Becoming present to God in the liturgical action (as Paul Ford put it), participating fully and willingly in God’s trinitarian act of salvation for us, is the ideal of liturgy. This willing participation, though, is a skill as well as a choice.
After all, at any age, it’s possible to be distracted at our liturgical celebrations. One of the Syro-Malabar rite Catholic youth I interviewed in 2008 had developed, in conversation with one of his pastors and others, a strategy for overcoming distractions during the liturgy. When he found that he was distracted, thinking about his outside responsibilities, for example, he would silently say a short prayer, like the following: “Mother Mary, please help me to have peace in my heart.” This prayer helped him “get back into the mass.”
The great thing about this strategy was it simultaneously released him from the distraction and from his awareness of the distraction, so he didn’t continue to be distracted by the guilty thought that he should be paying better attention.
It’s never too early to learn the liturgical skills we need to pray better, so this week I told Thomas I would teach him a prayer he could say when he’s having trouble listening in mass. He’s been asking about St Benedict and his Book (you can hear the capital when he talks about it) so I was inspired by the Rule of Benedict:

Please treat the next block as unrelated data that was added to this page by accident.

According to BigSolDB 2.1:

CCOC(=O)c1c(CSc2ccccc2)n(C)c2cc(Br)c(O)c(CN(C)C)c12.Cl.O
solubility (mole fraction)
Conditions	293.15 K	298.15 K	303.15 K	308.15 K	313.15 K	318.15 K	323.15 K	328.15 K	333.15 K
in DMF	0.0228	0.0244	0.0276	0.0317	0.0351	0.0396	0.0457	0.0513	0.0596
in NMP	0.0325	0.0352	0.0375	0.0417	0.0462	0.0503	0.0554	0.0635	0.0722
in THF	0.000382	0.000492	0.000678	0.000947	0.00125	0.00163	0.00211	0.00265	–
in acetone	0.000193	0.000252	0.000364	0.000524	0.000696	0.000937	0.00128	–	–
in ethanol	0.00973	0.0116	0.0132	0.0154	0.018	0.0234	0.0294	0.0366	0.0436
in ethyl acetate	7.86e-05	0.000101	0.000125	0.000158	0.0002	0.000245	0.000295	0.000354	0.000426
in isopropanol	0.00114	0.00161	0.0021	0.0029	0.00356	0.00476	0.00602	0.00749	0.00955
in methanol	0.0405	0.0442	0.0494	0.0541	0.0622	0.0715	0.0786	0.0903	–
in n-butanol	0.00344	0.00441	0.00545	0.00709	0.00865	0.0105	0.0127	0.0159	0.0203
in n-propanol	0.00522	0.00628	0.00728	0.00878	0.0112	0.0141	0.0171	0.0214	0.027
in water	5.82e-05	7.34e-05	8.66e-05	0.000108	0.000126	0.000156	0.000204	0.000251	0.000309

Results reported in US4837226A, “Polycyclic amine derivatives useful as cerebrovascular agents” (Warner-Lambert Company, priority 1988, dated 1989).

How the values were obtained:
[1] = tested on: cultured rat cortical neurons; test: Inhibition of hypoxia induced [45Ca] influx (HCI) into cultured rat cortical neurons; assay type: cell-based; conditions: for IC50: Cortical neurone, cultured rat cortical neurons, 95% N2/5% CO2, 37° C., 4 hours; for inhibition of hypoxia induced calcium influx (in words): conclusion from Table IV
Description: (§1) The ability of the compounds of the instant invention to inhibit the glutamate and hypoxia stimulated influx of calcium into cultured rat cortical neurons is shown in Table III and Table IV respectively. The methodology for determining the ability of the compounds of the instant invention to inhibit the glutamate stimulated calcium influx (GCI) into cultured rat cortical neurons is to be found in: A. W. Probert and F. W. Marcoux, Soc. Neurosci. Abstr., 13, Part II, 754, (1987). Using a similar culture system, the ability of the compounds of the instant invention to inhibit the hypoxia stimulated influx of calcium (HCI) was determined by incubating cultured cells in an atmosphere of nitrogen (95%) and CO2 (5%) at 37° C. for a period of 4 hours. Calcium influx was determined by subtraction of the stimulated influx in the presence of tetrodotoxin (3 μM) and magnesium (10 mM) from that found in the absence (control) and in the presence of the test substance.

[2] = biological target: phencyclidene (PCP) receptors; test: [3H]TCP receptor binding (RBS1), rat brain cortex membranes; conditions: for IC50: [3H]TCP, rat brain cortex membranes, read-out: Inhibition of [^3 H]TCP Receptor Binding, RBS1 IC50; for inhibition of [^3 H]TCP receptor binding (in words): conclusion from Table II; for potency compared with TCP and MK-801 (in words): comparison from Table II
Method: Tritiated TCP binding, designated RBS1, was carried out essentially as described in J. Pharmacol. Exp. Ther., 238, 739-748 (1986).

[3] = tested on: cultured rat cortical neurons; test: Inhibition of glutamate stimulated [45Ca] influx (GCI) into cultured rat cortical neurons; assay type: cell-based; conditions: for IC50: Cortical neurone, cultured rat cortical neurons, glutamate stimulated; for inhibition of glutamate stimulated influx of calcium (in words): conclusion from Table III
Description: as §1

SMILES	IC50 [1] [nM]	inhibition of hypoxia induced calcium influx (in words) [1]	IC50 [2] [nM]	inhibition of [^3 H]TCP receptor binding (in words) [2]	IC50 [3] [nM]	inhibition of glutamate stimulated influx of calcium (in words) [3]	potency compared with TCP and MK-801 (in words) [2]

Jesus, help me listen
with the ear
of my heart.
He likes it. How do you cope with liturgical distraction?
There’s a quote from Pius X that I find helpful in its pragmatism: “The Holy Mass is a prayer itself, even the highest prayer that exists. It is the Sacrifice, dedicated by our Redeemer at the Cross, and repeated every day on the altar. If you wish to hear Mass as it should be heard, you must follow with eye, heart and mouth all that happens at the altar. Further, you must pray with the priest the holy words said by him in the Name of Christ and which Christ says by him. You have to associate your heart with the holy feelings which are contained in these words and in this manner you ought to follow all that happens at the altar. When acting in this way, you have prayed Holy Mass.”
Saying to myself all the words that the priest says helps me get less distracted. It’s a challenge to do that when there are sometimes several things happening at once!
Alternatively, there is the “cluedo” aspect of the Mass: looking for references to the day’s readings in the hymns and prayers.
Another game — sort of — to keep us on our toes: figure out, for each prayer, whether it is primarily addressed to the Father, the Son, or the Holy Spirit.
I also sometimes give myself a break. If the microphone is not working or if the homily is about sports or about money, I read the missalette or look at the stained glass and sculptures. Have spent a good bit of time doing that ever since I was a little kid.
Sometimes (not always) our distractions ARE our prayer, longing to be made, but suppressed because we feel they are “not good enough.” I am perhaps restless, sick, worried, unhappy with myself or with someone I love. The best solution is to bring it to prayer. By letting it flow through me, by accepting the fact that the mind wanders and the flesh aches even as part of the event of being in God’s presence, this too can bring peace.